“But without my voice, how can I—”  –Ariel, The Little Mermaid

In Disney’s animated retelling of Hans Christian Andersen’s fairy tale, our plucky heroine, Ariel, has many struggles. Rebelling against her father, standing up to peer pressure, and navigating the trials of first love all establish Ariel as the quintessential underwater teen. Stressful as these challenges are, the most traumatizing plot twist occurs when villainous Ursula offers Ariel a deal: You can have everything you want, but you must give me your voice.

Too often in the workplace, that’s the bargain: If you want to stay out of trouble, play along, and keep your mouth shut. The problem is that voice is central not only to our level of happiness in our work, but also it has important consequences for students.

In this week’s video clip on the Partnership Principles, Jim Knight focuses on voice. An environment that values teacher voice demonstrates a culture that values the expertise of its employees. Giving teachers voice in reform not only engages them more deeply in change; it also ensures that the school is drawing on all of the wisdom and intelligence it can to benefit students.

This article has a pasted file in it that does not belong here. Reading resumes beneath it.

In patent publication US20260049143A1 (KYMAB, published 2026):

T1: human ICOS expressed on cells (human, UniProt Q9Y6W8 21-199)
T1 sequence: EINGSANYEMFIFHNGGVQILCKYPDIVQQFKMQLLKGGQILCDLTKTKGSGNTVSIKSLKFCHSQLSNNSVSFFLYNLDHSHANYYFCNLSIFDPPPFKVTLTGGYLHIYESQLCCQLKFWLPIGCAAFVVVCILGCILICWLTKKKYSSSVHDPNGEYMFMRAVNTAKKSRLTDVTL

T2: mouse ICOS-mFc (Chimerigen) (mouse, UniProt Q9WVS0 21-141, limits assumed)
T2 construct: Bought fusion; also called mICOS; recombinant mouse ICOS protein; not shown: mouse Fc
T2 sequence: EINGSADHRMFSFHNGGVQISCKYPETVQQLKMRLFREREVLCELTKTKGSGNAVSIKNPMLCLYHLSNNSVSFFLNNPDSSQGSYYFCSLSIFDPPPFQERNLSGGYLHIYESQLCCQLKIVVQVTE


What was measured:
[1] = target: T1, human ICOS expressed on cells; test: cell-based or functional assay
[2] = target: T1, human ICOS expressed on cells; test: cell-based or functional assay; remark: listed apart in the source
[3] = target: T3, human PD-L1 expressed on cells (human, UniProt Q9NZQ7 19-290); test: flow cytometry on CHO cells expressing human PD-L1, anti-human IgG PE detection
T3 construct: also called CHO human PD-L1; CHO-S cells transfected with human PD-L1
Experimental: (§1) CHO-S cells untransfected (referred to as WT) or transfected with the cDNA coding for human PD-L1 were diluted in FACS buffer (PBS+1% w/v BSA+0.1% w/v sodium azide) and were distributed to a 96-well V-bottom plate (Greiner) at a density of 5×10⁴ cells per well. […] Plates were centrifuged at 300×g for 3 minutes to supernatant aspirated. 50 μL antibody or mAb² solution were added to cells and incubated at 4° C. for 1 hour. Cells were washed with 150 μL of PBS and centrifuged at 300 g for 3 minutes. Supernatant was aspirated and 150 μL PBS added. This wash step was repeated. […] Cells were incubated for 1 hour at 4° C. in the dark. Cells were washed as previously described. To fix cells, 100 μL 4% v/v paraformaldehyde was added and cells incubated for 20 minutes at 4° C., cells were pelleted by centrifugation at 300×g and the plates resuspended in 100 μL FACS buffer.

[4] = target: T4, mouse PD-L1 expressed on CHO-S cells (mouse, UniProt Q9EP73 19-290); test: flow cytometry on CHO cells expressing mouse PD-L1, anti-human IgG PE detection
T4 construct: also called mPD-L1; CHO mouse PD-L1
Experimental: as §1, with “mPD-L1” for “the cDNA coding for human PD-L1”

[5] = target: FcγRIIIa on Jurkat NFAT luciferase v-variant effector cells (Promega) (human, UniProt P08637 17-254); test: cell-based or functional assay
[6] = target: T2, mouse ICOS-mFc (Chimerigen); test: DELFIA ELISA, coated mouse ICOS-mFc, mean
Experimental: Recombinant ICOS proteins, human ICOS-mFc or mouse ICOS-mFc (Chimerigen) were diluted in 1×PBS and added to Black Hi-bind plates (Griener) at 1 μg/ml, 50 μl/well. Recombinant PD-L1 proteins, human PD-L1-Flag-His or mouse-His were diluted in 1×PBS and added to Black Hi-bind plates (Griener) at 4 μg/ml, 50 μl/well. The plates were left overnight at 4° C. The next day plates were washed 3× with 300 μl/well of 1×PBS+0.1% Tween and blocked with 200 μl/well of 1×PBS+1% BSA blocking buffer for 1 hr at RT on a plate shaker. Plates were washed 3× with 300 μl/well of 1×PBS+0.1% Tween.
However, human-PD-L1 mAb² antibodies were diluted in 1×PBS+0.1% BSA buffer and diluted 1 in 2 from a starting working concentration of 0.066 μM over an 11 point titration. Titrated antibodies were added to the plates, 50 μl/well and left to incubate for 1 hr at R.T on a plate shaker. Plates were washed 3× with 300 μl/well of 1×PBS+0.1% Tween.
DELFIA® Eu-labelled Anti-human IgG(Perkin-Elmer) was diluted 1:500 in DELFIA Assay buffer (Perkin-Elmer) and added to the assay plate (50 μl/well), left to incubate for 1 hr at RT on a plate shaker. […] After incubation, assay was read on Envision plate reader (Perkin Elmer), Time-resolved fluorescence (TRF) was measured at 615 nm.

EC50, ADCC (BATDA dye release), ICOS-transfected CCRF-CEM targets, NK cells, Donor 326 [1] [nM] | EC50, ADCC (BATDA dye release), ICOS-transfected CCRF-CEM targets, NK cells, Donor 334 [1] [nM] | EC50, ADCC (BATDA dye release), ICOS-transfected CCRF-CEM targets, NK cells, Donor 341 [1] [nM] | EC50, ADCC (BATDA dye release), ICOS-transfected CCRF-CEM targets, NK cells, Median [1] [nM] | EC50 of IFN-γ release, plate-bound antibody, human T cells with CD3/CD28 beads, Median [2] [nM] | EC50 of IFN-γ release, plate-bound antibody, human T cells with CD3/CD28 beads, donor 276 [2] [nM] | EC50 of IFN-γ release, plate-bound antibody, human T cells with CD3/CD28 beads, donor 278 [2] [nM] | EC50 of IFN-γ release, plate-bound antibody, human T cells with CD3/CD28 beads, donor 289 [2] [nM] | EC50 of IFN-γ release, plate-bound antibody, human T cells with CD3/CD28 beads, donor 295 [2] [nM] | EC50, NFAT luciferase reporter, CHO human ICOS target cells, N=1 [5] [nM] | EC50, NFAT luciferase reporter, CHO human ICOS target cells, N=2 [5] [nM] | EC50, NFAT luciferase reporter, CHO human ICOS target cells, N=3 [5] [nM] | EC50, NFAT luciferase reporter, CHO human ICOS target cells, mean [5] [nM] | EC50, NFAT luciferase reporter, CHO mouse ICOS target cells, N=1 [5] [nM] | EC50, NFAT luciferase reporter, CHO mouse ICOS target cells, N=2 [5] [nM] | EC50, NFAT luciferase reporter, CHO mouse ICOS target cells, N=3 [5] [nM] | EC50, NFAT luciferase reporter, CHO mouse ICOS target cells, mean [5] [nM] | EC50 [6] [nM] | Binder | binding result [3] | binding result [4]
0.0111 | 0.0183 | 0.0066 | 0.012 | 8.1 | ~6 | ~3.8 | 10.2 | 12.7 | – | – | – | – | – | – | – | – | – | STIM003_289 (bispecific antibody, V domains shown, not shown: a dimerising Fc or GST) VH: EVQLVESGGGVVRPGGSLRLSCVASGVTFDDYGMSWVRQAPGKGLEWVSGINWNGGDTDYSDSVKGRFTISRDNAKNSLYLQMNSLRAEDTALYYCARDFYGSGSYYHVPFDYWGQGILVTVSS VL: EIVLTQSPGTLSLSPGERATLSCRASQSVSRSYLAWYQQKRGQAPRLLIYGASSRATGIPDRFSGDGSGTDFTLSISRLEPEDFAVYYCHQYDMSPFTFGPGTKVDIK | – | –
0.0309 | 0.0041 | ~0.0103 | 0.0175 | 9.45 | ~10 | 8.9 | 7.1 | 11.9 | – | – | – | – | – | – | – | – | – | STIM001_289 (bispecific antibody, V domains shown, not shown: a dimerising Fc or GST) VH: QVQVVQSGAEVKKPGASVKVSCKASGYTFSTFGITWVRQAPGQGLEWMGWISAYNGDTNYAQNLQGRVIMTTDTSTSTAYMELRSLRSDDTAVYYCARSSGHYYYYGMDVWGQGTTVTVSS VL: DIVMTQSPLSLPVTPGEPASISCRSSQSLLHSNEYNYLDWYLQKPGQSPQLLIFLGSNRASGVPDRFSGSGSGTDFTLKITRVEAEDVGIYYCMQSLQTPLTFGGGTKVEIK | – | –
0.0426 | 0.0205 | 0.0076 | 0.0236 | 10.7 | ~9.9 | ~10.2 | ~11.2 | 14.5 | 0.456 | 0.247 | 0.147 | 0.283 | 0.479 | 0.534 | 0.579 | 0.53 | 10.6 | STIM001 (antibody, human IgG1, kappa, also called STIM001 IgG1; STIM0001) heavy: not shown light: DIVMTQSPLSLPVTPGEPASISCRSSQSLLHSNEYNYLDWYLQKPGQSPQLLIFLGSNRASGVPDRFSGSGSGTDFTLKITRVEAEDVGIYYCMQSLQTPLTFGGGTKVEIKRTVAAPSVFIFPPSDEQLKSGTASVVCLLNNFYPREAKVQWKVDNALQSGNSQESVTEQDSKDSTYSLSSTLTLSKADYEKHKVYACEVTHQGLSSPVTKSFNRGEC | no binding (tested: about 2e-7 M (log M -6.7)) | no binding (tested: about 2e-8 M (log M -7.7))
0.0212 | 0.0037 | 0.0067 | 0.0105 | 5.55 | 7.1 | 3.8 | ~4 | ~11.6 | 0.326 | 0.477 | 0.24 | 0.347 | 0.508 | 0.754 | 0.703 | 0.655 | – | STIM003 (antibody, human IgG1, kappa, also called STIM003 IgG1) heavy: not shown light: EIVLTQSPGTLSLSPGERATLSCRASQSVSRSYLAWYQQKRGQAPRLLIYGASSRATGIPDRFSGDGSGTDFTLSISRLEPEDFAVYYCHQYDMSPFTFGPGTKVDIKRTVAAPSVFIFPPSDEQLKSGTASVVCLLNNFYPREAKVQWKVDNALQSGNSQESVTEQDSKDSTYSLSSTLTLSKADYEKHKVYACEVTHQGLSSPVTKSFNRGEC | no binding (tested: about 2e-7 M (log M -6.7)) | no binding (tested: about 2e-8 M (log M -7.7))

For years, teachers have been encouraged to give students more “choice and voice.” Russell Quaglia’s research shows that voice begins not in the classroom but in the central office. When teachers have voice, students have voice. And students who have voice achieve 7 times greater than in school cultures where they have no voice.

Ariel’s dilemma is symbolic of the daily struggle of educators everywhere: Speak my mind or surrender my voice in the name of harmony with the boss. Teacher voice need not be viewed as disruptive or subversive. Rather, we should all view teacher voice as the element of reform that it is—one that is absolutely necessary for student success.